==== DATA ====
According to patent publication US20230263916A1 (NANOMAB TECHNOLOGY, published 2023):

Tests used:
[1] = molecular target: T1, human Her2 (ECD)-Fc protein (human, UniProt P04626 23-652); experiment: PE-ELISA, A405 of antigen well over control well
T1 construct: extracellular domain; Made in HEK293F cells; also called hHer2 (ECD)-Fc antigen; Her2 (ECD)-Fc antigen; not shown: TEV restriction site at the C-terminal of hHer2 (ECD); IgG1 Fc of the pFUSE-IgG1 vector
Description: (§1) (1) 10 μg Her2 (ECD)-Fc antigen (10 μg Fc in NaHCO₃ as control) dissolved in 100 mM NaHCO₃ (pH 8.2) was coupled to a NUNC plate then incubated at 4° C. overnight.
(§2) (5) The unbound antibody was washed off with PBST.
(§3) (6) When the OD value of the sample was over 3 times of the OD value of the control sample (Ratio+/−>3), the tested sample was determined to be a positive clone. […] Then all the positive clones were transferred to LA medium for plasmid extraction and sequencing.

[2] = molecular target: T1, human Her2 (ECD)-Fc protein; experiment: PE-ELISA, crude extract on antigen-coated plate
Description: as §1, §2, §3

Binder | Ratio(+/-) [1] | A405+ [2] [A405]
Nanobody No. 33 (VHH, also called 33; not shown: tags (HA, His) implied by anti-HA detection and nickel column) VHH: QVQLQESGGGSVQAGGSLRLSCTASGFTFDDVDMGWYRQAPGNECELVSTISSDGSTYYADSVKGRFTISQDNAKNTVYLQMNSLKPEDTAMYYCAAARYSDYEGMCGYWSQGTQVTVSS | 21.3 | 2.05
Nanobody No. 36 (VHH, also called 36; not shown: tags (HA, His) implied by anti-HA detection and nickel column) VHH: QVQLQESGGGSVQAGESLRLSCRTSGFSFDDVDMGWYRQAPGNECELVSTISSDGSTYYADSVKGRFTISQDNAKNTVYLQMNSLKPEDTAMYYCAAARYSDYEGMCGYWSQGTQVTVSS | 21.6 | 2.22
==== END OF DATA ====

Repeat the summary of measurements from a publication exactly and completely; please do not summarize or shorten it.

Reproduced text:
According to patent publication US20230263916A1 (NANOMAB TECHNOLOGY, published 2023):

Tests used:
[1] = molecular target: T1, human Her2 (ECD)-Fc protein (human, UniProt P04626 23-652); experiment: PE-ELISA, A405 of antigen well over control well
T1 construct: extracellular domain; Made in HEK293F cells; also called hHer2 (ECD)-Fc antigen; Her2 (ECD)-Fc antigen; not shown: TEV restriction site at the C-terminal of hHer2 (ECD); IgG1 Fc of the pFUSE-IgG1 vector
Description: (§1) (1) 10 μg Her2 (ECD)-Fc antigen (10 μg Fc in NaHCO₃ as control) dissolved in 100 mM NaHCO₃ (pH 8.2) was coupled to a NUNC plate then incubated at 4° C. overnight.
(§2) (5) The unbound antibody was washed off with PBST.
(§3) (6) When the OD value of the sample was over 3 times of the OD value of the control sample (Ratio+/−>3), the tested sample was determined to be a positive clone. […] Then all the positive clones were transferred to LA medium for plasmid extraction and sequencing.

[2] = molecular target: T1, human Her2 (ECD)-Fc protein; experiment: PE-ELISA, crude extract on antigen-coated plate
Description: as §1, §2, §3

Binder | Ratio(+/-) [1] | A405+ [2] [A405]
Nanobody No. 33 (VHH, also called 33; not shown: tags (HA, His) implied by anti-HA detection and nickel column) VHH: QVQLQESGGGSVQAGGSLRLSCTASGFTFDDVDMGWYRQAPGNECELVSTISSDGSTYYADSVKGRFTISQDNAKNTVYLQMNSLKPEDTAMYYCAAARYSDYEGMCGYWSQGTQVTVSS | 21.3 | 2.05
Nanobody No. 36 (VHH, also called 36; not shown: tags (HA, His) implied by anti-HA detection and nickel column) VHH: QVQLQESGGGSVQAGESLRLSCRTSGFSFDDVDMGWYRQAPGNECELVSTISSDGSTYYADSVKGRFTISQDNAKNTVYLQMNSLKPEDTAMYYCAAARYSDYEGMCGYWSQGTQVTVSS | 21.6 | 2.22